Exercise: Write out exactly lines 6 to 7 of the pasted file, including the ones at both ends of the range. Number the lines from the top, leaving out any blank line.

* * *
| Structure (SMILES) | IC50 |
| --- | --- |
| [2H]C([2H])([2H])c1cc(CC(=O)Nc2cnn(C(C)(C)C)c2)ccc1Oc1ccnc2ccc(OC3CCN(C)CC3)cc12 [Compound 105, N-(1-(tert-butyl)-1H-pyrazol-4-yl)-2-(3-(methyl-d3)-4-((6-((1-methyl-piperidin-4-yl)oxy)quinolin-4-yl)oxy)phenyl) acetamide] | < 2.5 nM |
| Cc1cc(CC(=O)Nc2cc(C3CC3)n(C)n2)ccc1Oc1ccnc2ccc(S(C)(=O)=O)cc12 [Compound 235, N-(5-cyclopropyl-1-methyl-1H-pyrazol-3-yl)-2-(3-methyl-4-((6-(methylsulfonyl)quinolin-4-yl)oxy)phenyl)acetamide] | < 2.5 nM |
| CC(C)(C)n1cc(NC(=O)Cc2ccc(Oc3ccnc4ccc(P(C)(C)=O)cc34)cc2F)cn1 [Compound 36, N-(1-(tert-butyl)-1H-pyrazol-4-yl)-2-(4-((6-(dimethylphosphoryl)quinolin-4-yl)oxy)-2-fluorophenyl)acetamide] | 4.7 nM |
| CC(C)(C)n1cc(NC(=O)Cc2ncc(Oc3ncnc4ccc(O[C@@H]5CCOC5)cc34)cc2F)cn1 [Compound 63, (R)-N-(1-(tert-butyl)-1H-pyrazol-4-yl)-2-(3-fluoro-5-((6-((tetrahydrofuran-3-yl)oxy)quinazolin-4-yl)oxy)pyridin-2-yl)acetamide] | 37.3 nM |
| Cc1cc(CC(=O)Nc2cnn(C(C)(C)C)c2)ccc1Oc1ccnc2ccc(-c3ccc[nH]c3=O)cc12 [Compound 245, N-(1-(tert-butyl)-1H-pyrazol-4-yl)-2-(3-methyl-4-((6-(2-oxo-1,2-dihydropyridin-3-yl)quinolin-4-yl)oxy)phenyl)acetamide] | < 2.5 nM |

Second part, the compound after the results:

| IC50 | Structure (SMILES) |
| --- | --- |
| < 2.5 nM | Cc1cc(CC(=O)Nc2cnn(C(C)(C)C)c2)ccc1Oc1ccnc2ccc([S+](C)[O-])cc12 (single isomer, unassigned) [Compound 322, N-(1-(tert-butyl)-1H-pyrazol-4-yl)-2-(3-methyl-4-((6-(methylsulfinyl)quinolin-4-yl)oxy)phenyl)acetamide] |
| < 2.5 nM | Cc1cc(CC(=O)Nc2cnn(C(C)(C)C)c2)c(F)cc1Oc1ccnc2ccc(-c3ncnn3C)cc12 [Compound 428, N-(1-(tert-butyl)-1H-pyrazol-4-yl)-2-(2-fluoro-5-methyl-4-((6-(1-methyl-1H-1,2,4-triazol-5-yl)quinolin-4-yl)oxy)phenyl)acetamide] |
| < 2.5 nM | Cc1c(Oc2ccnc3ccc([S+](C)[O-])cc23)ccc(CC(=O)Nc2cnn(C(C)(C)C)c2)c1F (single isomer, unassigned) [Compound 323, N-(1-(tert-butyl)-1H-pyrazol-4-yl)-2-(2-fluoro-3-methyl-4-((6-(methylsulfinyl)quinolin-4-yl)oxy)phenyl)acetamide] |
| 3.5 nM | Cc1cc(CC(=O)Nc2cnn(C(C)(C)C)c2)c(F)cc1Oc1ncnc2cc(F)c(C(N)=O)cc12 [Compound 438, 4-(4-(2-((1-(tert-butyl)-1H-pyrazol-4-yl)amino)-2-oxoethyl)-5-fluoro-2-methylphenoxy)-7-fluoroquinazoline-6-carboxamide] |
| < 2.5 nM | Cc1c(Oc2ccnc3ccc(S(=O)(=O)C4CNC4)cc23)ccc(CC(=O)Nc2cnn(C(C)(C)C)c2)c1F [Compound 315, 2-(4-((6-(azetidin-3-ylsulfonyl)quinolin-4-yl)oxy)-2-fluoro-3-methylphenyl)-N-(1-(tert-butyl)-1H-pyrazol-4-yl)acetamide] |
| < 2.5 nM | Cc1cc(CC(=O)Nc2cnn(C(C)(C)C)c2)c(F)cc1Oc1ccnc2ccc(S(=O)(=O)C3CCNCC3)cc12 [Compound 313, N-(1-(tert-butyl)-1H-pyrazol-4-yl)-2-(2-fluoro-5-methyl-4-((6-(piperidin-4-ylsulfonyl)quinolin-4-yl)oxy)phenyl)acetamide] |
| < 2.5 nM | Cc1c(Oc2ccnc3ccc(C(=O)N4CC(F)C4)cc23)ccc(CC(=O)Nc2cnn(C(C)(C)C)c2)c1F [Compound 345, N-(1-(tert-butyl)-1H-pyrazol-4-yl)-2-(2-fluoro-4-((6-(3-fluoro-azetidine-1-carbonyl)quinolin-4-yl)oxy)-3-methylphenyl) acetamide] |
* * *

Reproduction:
| CC(C)(C)n1cc(NC(=O)Cc2ncc(Oc3ncnc4ccc(O[C@@H]5CCOC5)cc34)cc2F)cn1 [Compound 63, (R)-N-(1-(tert-butyl)-1H-pyrazol-4-yl)-2-(3-fluoro-5-((6-((tetrahydrofuran-3-yl)oxy)quinazolin-4-yl)oxy)pyridin-2-yl)acetamide] | 37.3 nM |
| Cc1cc(CC(=O)Nc2cnn(C(C)(C)C)c2)ccc1Oc1ccnc2ccc(-c3ccc[nH]c3=O)cc12 [Compound 245, N-(1-(tert-butyl)-1H-pyrazol-4-yl)-2-(3-methyl-4-((6-(2-oxo-1,2-dihydropyridin-3-yl)quinolin-4-yl)oxy)phenyl)acetamide] | < 2.5 nM |